When I was a kid, we used to call them Chimney Sweeps, a misunderstanding of the bird's name but a not illogical one since they made their nests and their roosts in chimneys and other such cylindrical, open-to-the-sky places. Their true name, of course, as I now know is Chimney Swift, the little bird with a body shaped like a cigar and with long swept-back wings that carry them barreling through the summer skies as if something were chasing them. If something were chasing them, it is unlikely it would catch them because these birds live up to their name. They are swift. They are also one of my favorite summer birds and one of the last to leave us in autumn.
The swifts nest in our chimney each summer and they did again this summer, apparently very successfully because the afternoon sky over my yard was filled with 8 - 10 of the birds for a while after the babies fledged. There are fewer here now and I'm not sure if they are part of the family that nested or if they are migrants from farther north now passing through. But every night, after dinner, I hear their voices as they settle down in the chimney. Whenever I'm out during the day, especially on my early morning walk, they are busy plying the skies looking for insects and chattering away to each other in their inimitable voices. It is a happy sound and it makes me happy just to hear it.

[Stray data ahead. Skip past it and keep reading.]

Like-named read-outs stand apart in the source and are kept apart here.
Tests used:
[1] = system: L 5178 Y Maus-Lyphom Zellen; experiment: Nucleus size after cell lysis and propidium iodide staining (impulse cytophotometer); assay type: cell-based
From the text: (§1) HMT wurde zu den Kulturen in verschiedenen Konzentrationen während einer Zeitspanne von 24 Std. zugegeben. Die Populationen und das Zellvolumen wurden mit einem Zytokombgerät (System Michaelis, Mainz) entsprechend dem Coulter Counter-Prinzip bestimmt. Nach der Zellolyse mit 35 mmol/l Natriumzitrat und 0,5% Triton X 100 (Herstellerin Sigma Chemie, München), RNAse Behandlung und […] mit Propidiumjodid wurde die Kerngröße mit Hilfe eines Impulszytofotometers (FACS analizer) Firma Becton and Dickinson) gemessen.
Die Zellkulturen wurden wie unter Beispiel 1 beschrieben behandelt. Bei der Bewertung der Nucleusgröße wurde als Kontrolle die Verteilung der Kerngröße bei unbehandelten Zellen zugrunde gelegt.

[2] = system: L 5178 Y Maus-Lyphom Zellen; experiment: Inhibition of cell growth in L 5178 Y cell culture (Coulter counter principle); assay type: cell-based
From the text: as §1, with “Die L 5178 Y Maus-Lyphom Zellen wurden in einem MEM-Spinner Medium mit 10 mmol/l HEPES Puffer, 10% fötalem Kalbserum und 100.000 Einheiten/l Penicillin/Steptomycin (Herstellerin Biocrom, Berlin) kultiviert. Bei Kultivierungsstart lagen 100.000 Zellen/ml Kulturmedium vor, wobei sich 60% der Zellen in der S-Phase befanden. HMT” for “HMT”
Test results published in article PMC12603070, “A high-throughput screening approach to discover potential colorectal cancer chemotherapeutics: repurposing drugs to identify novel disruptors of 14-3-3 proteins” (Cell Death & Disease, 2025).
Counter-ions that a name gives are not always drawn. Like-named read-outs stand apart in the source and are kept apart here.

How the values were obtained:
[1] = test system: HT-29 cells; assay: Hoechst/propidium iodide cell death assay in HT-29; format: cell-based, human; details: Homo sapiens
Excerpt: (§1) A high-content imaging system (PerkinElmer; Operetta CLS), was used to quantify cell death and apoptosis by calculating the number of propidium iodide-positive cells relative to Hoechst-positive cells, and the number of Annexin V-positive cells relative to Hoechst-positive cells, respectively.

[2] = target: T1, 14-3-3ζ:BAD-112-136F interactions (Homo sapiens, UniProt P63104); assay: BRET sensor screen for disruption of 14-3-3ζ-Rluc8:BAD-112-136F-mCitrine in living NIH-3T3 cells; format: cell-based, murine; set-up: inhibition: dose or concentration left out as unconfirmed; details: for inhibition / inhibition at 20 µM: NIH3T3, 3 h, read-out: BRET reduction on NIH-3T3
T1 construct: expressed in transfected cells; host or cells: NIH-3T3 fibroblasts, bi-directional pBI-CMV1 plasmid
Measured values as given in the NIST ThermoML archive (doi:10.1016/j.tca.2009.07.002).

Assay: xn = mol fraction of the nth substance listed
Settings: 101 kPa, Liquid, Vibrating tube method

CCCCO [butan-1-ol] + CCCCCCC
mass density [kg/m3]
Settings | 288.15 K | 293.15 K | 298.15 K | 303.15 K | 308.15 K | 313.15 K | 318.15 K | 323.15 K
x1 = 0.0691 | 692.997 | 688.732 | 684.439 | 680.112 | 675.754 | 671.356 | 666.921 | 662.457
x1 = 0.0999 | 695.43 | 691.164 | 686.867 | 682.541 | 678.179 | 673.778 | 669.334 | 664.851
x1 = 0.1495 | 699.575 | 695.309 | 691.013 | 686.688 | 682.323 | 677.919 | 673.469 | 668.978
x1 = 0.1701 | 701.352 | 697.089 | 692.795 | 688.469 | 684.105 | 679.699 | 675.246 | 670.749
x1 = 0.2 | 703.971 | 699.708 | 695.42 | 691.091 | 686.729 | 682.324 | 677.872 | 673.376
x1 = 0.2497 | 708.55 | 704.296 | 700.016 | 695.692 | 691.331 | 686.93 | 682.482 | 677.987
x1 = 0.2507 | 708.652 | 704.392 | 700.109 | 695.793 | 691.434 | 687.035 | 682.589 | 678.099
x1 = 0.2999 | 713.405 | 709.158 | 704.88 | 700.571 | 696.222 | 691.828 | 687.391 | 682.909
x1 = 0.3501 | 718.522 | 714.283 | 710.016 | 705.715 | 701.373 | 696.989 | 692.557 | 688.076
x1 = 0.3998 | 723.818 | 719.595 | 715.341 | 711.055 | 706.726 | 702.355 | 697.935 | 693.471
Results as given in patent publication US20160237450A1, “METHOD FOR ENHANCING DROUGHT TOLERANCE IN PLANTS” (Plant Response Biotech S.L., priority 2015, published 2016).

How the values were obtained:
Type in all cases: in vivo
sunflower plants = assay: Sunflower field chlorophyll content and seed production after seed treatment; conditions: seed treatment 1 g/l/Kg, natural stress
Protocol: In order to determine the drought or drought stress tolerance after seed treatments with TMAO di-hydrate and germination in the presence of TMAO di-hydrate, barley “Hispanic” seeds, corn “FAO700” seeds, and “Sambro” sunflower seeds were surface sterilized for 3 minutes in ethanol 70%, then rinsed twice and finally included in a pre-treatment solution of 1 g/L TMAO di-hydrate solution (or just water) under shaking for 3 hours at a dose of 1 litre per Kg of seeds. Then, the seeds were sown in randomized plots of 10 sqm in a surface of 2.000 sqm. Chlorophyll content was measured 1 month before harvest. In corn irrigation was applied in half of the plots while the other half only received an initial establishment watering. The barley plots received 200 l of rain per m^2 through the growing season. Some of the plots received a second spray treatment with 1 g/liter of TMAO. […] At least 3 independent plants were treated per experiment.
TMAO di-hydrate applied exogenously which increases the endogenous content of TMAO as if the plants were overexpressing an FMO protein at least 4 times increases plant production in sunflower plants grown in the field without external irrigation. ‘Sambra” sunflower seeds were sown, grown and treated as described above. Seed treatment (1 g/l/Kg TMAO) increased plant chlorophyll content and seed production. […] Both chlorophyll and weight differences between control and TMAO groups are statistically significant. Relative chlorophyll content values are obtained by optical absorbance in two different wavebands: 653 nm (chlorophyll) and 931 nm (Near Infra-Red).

The swifts typically arrive in April and they often linger far into the fall. I often see them here well into October. But today is the first day of autumn and so their time with us for this year is drawing to its end. Sometime within the next few weeks they will be heading south once more to the western parts of north and central South America where they will spend the winter months. They are birds that live on the wing and that make their living by capturing flying insects and so they must go where the quantity of flying insects is reliable in order to make it through the coming months.
But they'll be back. Sometime in early April I'll be outside working in my garden and I'll hear that happy voice once again. I'll look up and see the little cigar-shaped swift sweeping the skies over my yard once again and I'll know that spring has truly arrived.
UPDATE 09/24: Today there are more than a dozen of the little swifts scouring the skies over my yard. Obviously, some new migrants blew in last night. I wouldn't expect them to stick around for very long.